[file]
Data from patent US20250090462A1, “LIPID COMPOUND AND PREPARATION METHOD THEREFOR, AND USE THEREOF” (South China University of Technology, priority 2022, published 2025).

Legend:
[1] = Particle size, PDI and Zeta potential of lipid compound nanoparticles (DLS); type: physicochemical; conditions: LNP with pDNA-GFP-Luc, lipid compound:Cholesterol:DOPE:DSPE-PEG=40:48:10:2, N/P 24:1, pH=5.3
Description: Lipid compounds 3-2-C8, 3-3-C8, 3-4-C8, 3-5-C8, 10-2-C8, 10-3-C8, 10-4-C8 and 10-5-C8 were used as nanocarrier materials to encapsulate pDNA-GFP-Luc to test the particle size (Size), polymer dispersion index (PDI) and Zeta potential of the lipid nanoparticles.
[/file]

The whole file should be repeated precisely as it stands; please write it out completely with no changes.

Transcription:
Data from patent US20250090462A1, “LIPID COMPOUND AND PREPARATION METHOD THEREFOR, AND USE THEREOF” (South China University of Technology, priority 2022, published 2025).

Legend:
[1] = Particle size, PDI and Zeta potential of lipid compound nanoparticles (DLS); type: physicochemical; conditions: LNP with pDNA-GFP-Luc, lipid compound:Cholesterol:DOPE:DSPE-PEG=40:48:10:2, N/P 24:1, pH=5.3
Description: Lipid compounds 3-2-C8, 3-3-C8, 3-4-C8, 3-5-C8, 10-2-C8, 10-3-C8, 10-4-C8 and 10-5-C8 were used as nanocarrier materials to encapsulate pDNA-GFP-Luc to test the particle size (Size), polymer dispersion index (PDI) and Zeta potential of the lipid nanoparticles.